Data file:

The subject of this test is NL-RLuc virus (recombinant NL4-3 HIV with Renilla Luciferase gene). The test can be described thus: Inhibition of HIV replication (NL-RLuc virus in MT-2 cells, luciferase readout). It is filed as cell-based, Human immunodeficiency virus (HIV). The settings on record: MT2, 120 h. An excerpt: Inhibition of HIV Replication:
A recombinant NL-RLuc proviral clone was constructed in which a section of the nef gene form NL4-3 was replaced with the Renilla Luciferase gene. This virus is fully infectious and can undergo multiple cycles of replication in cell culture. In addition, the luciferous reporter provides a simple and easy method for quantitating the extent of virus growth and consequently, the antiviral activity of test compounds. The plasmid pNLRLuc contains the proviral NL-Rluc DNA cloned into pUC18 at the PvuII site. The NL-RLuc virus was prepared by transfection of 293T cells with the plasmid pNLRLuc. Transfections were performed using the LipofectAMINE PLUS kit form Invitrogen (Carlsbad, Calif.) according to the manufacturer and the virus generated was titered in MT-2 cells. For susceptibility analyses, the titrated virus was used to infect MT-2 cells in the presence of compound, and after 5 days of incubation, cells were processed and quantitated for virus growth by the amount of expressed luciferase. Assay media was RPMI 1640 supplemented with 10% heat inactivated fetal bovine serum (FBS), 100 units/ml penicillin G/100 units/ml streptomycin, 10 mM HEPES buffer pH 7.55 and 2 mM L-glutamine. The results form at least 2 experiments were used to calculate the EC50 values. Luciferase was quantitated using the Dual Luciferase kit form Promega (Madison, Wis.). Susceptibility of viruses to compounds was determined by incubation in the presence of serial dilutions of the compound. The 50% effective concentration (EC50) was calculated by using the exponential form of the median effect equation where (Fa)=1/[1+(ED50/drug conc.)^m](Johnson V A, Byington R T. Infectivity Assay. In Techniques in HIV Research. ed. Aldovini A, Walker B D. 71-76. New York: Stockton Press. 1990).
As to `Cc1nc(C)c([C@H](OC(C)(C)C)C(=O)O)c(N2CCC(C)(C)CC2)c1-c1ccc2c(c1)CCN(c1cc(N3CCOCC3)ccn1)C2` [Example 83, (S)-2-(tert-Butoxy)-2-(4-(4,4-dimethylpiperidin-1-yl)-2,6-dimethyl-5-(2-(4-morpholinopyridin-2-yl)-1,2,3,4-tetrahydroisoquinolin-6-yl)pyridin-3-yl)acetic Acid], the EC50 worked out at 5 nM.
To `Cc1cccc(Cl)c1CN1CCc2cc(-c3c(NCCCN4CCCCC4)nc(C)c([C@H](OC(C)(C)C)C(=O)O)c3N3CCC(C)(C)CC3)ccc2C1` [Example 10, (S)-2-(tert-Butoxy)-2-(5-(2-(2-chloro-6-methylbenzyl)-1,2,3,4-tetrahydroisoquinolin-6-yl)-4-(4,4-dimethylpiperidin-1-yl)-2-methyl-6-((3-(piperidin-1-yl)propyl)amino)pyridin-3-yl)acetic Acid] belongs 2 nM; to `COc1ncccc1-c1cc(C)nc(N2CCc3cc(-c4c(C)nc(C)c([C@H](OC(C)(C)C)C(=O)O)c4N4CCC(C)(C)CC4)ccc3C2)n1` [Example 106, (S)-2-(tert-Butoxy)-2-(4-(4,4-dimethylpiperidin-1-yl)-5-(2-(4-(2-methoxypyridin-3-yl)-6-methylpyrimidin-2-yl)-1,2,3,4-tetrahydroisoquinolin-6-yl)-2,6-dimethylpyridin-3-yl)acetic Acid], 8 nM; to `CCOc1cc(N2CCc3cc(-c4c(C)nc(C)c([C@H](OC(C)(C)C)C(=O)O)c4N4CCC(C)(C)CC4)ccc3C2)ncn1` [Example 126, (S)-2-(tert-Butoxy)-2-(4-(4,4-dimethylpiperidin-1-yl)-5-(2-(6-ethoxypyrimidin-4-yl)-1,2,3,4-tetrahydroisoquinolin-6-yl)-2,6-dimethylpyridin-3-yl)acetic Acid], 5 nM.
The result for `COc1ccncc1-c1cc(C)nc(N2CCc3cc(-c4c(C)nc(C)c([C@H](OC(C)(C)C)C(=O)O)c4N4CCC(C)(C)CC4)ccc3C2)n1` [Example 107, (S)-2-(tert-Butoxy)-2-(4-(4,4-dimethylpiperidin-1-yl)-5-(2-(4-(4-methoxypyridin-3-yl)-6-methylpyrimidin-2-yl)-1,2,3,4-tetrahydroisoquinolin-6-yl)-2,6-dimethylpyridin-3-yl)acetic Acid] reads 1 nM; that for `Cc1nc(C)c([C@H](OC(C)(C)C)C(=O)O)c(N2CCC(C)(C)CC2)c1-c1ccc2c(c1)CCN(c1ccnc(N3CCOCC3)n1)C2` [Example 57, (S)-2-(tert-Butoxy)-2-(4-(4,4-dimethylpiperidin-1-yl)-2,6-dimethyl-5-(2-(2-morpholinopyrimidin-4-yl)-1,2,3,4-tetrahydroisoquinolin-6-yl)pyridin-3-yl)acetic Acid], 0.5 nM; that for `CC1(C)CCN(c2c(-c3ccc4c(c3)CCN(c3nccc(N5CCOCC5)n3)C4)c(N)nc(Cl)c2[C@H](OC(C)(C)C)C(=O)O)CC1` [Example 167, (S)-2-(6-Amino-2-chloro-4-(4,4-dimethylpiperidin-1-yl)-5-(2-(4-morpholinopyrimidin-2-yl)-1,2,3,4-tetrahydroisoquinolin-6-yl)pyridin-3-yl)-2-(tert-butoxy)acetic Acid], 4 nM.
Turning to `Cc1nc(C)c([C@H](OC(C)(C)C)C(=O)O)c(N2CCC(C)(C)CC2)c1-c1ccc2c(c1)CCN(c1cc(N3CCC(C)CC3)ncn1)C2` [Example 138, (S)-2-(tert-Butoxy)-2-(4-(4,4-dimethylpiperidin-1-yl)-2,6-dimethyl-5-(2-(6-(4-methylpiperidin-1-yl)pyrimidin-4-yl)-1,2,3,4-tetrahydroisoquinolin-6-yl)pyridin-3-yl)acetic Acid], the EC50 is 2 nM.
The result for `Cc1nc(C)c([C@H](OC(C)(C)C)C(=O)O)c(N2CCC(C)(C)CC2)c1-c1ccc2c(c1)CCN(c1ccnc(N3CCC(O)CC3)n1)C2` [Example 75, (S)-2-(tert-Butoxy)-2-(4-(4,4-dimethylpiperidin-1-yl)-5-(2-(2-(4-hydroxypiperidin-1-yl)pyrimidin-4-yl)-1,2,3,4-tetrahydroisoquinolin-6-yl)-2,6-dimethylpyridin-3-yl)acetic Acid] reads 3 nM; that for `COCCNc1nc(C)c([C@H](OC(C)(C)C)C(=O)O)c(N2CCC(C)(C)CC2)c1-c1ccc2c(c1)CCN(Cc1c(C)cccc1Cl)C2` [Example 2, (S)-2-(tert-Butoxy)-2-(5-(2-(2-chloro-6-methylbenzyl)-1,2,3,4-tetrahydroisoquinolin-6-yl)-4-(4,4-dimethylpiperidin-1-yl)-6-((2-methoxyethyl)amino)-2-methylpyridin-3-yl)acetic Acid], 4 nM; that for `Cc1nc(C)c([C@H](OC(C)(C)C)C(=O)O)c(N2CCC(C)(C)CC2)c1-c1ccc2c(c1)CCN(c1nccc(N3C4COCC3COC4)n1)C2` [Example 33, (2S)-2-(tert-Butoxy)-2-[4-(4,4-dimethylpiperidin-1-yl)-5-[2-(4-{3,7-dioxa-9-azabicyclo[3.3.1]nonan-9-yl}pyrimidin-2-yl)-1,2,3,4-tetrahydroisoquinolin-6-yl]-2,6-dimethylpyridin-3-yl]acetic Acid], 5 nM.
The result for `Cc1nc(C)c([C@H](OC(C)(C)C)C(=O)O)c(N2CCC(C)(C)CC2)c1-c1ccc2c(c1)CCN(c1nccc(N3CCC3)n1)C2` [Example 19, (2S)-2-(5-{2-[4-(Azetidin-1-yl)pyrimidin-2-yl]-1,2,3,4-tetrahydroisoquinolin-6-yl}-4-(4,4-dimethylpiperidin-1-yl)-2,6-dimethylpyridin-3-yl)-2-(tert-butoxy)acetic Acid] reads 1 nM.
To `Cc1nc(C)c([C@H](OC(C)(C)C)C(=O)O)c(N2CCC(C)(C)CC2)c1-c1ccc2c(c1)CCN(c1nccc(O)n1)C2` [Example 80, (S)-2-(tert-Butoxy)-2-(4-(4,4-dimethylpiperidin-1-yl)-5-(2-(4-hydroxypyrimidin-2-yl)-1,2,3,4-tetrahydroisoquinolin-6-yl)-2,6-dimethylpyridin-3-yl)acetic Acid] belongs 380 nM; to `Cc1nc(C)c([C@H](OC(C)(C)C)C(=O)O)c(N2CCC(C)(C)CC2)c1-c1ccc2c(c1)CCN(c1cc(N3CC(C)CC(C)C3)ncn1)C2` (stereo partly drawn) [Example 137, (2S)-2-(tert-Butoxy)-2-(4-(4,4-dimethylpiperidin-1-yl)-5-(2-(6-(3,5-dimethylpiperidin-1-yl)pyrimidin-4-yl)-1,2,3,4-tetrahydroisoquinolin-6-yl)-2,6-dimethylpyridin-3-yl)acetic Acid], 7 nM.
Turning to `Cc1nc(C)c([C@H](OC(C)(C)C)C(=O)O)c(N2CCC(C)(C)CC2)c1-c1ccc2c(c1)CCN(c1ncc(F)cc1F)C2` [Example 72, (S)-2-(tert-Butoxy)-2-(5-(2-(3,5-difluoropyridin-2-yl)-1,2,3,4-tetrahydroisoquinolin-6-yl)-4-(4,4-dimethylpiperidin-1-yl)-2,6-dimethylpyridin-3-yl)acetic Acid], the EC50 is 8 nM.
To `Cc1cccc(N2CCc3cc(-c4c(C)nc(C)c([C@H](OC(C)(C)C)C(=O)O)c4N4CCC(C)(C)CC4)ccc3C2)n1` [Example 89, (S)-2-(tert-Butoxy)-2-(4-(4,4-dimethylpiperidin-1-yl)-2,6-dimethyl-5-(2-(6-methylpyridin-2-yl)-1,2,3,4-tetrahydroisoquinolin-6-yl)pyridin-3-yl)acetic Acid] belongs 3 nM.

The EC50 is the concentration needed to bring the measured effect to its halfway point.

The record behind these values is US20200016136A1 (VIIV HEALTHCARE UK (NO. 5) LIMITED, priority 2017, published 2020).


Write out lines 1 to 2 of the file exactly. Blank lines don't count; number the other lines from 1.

The subject of this test is NL-RLuc virus (recombinant NL4-3 HIV with Renilla Luciferase gene). The test can be described thus: Inhibition of HIV replication (NL-RLuc virus in MT-2 cells, luciferase readout). It is filed as cell-based, Human immunodeficiency virus (HIV). The settings on record: MT2, 120 h. An excerpt: Inhibition of HIV Replication:
A recombinant NL-RLuc proviral clone was constructed in which a section of the nef gene form NL4-3 was replaced with the Renilla Luciferase gene. This virus is fully infectious and can undergo multiple cycles of replication in cell culture. In addition, the luciferous reporter provides a simple and easy method for quantitating the extent of virus growth and consequently, the antiviral activity of test compounds. The plasmid pNLRLuc contains the proviral NL-Rluc DNA cloned into pUC18 at the PvuII site. The NL-RLuc virus was prepared by transfection of 293T cells with the plasmid pNLRLuc. Transfections were performed using the LipofectAMINE PLUS kit form Invitrogen (Carlsbad, Calif.) according to the manufacturer and the virus generated was titered in MT-2 cells. For susceptibility analyses, the titrated virus was used to infect MT-2 cells in the presence of compound, and after 5 days of incubation, cells were processed and quantitated for virus growth by the amount of expressed luciferase. Assay media was RPMI 1640 supplemented with 10% heat inactivated fetal bovine serum (FBS), 100 units/ml penicillin G/100 units/ml streptomycin, 10 mM HEPES buffer pH 7.55 and 2 mM L-glutamine. The results form at least 2 experiments were used to calculate the EC50 values. Luciferase was quantitated using the Dual Luciferase kit form Promega (Madison, Wis.). Susceptibility of viruses to compounds was determined by incubation in the presence of serial dilutions of the compound. The 50% effective concentration (EC50) was calculated by using the exponential form of the median effect equation where (Fa)=1/[1+(ED50/drug conc.)^m](Johnson V A, Byington R T. Infectivity Assay. In Techniques in HIV Research. ed. Aldovini A, Walker B D. 71-76. New York: Stockton Press. 1990).